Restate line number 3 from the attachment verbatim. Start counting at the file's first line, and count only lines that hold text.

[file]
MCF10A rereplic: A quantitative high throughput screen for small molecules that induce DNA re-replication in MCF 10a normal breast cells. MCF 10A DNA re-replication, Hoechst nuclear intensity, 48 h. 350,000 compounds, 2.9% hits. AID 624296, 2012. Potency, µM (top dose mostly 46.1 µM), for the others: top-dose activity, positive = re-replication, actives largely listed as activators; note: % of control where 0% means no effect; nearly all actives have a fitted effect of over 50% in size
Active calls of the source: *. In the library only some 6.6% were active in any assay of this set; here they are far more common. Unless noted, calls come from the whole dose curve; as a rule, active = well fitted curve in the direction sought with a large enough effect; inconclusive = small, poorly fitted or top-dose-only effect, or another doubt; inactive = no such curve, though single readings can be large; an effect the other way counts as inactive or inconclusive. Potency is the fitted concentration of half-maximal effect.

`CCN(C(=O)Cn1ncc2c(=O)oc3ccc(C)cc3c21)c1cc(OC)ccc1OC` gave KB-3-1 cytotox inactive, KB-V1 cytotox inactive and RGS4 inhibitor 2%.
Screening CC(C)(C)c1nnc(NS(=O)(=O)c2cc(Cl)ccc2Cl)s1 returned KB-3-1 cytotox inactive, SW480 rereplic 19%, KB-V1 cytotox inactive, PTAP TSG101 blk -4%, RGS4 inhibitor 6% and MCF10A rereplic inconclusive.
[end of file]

`CCN(C(=O)Cn1ncc2c(=O)oc3ccc(C)cc3c21)c1cc(OC)ccc1OC` gave KB-3-1 cytotox inactive, KB-V1 cytotox inactive and RGS4 inhibitor 2%.